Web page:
* Colleen McDannell, Professor of History and Sterling M. McMurrin Professor of Religious Studies, University of Utah: Religious America in government photography, 1935-1943.
* Andrew Rimvydas Miksys, Photographer, Baton Rouge, Louisiana and Seattle, Washington; Instructor in Photography, Louisiana State University: Photography.
* Donka Minkova, Professor of English, University of California, Los Angeles: Verse form and linguistic reconstruction in English.
* Rick Moody, Writer, Fishers Island, New York; Member of the Core Faculty in Writing, Bennington College: A family memoir.
* Philip D. Morgan, Professor of History and Editor, William & Mary Quarterly, Omohundro Institute of Early American History and Culture, College of William & Mary: White and black in 18th-century Jamaica.
* Bill Morrison, Film Maker, New York City: Film making.
* Stephen Mueller, Artist, New York City: Painting.
* Madhusree Mukerjee, Writer, Jackson Heights, New York; Editor, Scientific American, New York City: The Andaman Islanders.
* Lawrence Nees, Professor of Art History, University of Delaware: Frankish illuminated manuscripts.
* Antonya Nelson, Writer, Las Cruces, New Mexico; Associate Professor of English, New Mexico State University: Fiction.
* Barbara Newman, Professor of English and Religion, Northwestern University: Vision, poetry, and belief in the Middle Ages.
* Andrea Wilson Nightingale, Associate Professor of Classics and Comparative Literature, Stanford University: The conception of wisdom in 4th-century Athens.
* Stephen Orgel, Jackson Eli Reynolds Professor in the Humanities, Stanford University: The history of the relation between Shakespearean texts and productions.
* H. Allen Orr, Associate Professor of Biology, University of Rochester: The genetic origin of species.
* Robert A. Orsi, Professor of Religious Studies, Indiana University Bloomington: American Catholics' recollections of their childhoods in the Church.
* Ed Osborn, Artist, Oakland, California: Sound installation.
* Eric Pankey, Poet, Fairfax, Virginia; Professor of English, George Mason University: Poetry.
* Joseph Parisi, Editor, Poetry, Chicago; Executive Director, Modern Poetry Association: A documentary history of Poetry magazine.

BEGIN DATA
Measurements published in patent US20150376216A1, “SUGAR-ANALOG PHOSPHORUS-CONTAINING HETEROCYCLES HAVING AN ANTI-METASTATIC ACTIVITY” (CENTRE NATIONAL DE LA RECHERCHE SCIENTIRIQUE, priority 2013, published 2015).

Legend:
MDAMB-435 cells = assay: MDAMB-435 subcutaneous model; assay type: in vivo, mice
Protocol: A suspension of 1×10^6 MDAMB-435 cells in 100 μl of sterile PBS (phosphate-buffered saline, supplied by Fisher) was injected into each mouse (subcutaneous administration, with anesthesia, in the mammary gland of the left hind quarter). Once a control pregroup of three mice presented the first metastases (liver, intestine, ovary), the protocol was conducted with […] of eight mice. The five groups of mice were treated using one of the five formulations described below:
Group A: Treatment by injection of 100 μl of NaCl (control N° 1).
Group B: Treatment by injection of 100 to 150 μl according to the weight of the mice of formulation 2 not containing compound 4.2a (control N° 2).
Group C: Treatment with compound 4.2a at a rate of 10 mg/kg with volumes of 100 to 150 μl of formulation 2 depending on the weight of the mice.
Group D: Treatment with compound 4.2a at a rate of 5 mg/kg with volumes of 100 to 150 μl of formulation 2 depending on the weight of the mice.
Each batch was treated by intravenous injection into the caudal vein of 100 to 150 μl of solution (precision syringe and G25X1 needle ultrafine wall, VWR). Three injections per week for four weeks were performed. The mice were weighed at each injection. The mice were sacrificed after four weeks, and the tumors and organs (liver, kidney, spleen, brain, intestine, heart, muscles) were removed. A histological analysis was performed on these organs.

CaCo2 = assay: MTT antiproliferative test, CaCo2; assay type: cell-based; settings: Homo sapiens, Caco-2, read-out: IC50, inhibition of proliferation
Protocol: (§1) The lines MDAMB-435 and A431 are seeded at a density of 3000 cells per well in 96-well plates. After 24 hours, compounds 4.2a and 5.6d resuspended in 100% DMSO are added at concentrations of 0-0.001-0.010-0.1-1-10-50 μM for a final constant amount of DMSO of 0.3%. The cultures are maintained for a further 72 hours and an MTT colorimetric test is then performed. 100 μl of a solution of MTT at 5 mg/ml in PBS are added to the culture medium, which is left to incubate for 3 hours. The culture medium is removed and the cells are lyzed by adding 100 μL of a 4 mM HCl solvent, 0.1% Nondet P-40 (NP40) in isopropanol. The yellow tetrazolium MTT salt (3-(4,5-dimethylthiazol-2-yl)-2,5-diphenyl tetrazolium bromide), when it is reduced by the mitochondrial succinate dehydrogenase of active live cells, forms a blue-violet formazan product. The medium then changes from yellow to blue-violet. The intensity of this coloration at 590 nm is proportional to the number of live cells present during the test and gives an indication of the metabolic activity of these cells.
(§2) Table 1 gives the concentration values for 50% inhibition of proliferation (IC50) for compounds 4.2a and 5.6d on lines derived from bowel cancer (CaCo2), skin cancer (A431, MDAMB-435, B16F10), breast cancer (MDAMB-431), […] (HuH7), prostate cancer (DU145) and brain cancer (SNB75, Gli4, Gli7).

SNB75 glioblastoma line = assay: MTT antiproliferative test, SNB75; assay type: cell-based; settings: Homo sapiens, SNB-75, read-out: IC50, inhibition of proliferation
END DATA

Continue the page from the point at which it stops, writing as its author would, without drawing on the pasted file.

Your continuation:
* Suzan-Lori Parks, Playwright, Brooklyn, New York: Play writing.
* Ed Paschke, Artist, Chicago; Professor of Art, Northwestern University: Painting.
* Mary Sponberg Pedley, Teacher, Ann Arbor Public Schools; Adjunct Assistant Curator of Maps, William L. Clements Library, University of Michigan: Printed maps and popular taste in 18th-century France and England.
* Louis A. Pérez, Jr., J. Carlyle Sitterson Professor of History, University of North Carolina at Chapel Hill: Suicide and exemplary death in Cuba.
* Donna J. Peuquet, Professor of Geography, Pennsylvania State University: A cognitive approach to representing geographic knowledge.
* Mark Phillips, Professor of History, University of British Columbia: A short history of distance.
* Suzan Pitt, Film Animator, Los Angeles; Member of the Faculty in Experimental Animation, California Institute of the Arts: Film animation.
* Vicente L. Rafael, Associate Professor of Communication, University of California, San Diego: Language and the origins of nationalism in the Philippines.
* Jahan Ramazani, Professor of English, University of Virginia: Postcolonial poetry in English.
* Thomas W. Reps, Professor of Computer Science, University of Wisconsin-Madison: A new compressed representation of Boolean functions.
* David Riker, Film Maker, New York City: Film making.
* John Storm Roberts, Independent Scholar, Tivoli, New York: Latin dance in the United States.
* Roxana Robinson, Writer, New York City: Fiction.
* Larry Rohrschneider, Member, Division of Basic Sciences, Fred Hutchinson Cancer Research Center and Affiliate Professor of Pathology, University of Washington, Seattle: Molecular mechanisms for regulating the growth of blood cells.
* Daniel S. Rokhsar, Professor of Physics and Head, Computational and Theoretical Biology, Lawrence Berkeley National Laboratory, University of California, Berkeley: Studies in computational and theoretical biology.
* James Rolfe, Composer, Toronto: Music composition.
* Dennis Romano, Professor of History, Syracuse University: Doge Francesco Foscari and the crisis of Venetian republicanism.
* Marian Roth, Photographer, Provincetown, Massachusetts: Photography.